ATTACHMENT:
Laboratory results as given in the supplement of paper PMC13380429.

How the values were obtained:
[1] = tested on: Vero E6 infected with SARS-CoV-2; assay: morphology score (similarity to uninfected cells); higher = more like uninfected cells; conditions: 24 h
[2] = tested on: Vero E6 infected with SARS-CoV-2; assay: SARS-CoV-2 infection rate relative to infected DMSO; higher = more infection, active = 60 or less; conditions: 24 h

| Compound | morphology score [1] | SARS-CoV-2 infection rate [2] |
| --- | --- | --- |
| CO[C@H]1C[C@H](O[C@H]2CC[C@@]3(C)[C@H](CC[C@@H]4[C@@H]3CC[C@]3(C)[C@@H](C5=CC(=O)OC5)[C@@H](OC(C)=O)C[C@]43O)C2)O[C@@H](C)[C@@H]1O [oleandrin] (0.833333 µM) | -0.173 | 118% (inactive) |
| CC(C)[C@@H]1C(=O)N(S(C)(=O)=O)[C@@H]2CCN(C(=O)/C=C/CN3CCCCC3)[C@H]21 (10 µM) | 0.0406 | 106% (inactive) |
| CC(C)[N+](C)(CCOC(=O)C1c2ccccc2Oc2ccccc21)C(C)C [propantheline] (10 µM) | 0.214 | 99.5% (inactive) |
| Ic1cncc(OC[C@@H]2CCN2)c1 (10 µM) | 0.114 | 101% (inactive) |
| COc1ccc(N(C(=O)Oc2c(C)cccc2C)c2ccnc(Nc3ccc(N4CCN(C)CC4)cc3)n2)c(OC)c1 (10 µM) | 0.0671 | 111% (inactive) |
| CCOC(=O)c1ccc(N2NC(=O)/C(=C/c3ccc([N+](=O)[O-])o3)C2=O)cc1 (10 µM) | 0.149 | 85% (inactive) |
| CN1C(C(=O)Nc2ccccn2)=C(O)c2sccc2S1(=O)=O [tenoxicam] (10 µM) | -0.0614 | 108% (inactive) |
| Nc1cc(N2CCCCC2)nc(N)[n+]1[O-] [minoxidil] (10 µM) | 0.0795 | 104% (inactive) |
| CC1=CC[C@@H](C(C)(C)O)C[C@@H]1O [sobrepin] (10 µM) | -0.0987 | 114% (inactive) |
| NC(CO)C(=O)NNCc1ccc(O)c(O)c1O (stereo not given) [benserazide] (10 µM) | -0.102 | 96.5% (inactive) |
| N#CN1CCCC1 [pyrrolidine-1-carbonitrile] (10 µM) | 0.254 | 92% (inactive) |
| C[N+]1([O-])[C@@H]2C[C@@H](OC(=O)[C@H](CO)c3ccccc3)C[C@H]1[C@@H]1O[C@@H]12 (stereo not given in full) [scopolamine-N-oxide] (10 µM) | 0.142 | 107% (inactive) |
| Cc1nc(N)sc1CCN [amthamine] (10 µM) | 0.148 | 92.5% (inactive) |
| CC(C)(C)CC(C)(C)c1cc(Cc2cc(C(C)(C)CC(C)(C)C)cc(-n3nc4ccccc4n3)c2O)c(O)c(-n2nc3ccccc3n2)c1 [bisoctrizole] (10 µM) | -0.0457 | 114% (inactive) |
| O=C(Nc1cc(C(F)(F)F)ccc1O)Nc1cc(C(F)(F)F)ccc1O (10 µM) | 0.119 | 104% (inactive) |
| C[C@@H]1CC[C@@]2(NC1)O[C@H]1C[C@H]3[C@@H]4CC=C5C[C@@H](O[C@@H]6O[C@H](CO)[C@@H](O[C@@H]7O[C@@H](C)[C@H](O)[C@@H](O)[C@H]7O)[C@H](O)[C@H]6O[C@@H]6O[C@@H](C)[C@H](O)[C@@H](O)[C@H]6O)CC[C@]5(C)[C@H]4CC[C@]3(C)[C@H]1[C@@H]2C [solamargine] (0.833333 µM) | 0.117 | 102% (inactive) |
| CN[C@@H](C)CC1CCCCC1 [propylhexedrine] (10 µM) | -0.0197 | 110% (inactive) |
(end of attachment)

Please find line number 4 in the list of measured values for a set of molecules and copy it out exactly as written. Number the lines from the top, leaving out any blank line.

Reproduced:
[2] = tested on: Vero E6 infected with SARS-CoV-2; assay: SARS-CoV-2 infection rate relative to infected DMSO; higher = more infection, active = 60 or less; conditions: 24 h